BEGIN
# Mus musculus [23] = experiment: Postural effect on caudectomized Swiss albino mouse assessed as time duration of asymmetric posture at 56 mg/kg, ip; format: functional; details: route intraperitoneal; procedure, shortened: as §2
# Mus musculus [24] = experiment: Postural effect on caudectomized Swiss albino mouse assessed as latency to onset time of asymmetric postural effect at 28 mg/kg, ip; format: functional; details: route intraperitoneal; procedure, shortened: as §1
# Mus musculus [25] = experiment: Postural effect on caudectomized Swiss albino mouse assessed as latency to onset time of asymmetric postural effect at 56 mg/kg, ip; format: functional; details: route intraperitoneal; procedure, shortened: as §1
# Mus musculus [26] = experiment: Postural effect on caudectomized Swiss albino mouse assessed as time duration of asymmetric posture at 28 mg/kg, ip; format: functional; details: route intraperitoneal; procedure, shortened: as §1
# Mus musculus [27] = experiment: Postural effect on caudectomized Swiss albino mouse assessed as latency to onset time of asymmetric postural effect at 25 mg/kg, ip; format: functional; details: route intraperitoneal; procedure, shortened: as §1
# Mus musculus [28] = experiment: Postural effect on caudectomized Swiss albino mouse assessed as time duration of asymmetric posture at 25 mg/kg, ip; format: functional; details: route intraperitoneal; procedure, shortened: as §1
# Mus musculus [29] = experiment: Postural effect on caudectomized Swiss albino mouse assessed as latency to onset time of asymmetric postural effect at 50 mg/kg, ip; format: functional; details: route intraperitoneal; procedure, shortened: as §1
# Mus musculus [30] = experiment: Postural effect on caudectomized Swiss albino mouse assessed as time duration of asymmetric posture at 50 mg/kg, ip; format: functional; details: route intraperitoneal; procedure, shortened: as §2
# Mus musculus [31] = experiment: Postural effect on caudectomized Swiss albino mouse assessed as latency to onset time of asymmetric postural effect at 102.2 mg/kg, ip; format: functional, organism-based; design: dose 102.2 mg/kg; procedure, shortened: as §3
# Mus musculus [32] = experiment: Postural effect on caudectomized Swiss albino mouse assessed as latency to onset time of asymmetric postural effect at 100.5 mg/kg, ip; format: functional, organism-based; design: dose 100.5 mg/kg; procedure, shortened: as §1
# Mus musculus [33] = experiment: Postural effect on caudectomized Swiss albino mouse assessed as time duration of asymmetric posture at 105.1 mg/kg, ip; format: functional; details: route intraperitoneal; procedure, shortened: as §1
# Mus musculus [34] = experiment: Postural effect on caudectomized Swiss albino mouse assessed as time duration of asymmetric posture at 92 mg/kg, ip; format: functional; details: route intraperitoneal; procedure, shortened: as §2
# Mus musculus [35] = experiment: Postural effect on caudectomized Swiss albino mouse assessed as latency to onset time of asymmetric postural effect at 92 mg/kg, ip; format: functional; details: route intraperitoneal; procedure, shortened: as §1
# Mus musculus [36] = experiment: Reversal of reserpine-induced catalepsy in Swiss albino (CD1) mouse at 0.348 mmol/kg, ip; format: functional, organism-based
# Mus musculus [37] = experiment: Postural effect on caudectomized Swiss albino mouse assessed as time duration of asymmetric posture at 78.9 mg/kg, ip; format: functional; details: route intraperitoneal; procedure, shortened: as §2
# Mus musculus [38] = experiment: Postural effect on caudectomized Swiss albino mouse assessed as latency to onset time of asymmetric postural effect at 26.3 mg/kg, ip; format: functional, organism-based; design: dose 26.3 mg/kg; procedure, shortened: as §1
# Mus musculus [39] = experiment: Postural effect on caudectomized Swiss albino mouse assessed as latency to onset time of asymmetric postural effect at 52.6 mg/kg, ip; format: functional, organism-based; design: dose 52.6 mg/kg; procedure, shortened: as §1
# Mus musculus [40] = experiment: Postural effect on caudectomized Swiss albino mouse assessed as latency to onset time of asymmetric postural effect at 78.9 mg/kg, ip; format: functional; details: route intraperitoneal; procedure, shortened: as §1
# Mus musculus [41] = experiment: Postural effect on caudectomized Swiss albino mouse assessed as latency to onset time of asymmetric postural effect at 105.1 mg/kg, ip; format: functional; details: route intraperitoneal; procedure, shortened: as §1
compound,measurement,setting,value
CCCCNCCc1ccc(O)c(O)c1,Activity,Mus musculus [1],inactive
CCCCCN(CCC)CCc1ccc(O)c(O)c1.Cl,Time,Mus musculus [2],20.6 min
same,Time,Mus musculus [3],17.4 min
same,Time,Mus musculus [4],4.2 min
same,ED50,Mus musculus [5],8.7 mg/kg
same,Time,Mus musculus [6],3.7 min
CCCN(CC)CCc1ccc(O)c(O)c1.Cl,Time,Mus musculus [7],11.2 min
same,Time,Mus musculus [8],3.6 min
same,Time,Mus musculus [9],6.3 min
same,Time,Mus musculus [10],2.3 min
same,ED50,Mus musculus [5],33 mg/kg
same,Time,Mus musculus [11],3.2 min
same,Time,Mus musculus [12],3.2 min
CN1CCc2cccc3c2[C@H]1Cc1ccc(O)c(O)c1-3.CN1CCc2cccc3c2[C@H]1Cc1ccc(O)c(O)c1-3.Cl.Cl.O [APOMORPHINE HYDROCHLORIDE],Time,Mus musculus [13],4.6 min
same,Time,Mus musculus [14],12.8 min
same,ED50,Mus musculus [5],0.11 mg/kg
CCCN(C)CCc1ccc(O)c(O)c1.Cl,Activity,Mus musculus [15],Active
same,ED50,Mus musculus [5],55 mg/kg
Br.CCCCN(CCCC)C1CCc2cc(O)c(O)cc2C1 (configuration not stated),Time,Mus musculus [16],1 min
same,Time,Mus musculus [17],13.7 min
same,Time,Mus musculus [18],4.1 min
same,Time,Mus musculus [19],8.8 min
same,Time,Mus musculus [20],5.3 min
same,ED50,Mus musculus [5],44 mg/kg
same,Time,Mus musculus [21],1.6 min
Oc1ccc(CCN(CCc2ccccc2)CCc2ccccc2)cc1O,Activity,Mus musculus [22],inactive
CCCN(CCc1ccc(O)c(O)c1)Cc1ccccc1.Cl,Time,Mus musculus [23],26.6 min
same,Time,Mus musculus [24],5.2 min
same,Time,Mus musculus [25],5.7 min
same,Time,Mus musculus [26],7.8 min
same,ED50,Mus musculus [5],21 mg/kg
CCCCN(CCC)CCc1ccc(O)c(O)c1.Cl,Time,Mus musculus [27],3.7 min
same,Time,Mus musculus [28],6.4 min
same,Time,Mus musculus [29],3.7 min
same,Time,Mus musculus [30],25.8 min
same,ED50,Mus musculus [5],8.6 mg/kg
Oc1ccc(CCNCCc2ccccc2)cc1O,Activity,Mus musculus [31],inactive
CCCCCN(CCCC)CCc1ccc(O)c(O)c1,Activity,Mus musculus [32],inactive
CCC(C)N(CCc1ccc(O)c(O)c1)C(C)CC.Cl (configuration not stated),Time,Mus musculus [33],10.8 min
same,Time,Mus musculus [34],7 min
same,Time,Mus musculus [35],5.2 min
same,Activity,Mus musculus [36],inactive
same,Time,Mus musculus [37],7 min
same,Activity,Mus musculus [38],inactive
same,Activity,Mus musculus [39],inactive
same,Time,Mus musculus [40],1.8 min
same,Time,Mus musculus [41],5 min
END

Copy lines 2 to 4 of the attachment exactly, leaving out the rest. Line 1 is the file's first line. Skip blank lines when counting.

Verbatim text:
# Mus musculus [24] = experiment: Postural effect on caudectomized Swiss albino mouse assessed as latency to onset time of asymmetric postural effect at 28 mg/kg, ip; format: functional; details: route intraperitoneal; procedure, shortened: as §1
# Mus musculus [25] = experiment: Postural effect on caudectomized Swiss albino mouse assessed as latency to onset time of asymmetric postural effect at 56 mg/kg, ip; format: functional; details: route intraperitoneal; procedure, shortened: as §1
# Mus musculus [26] = experiment: Postural effect on caudectomized Swiss albino mouse assessed as time duration of asymmetric posture at 28 mg/kg, ip; format: functional; details: route intraperitoneal; procedure, shortened: as §1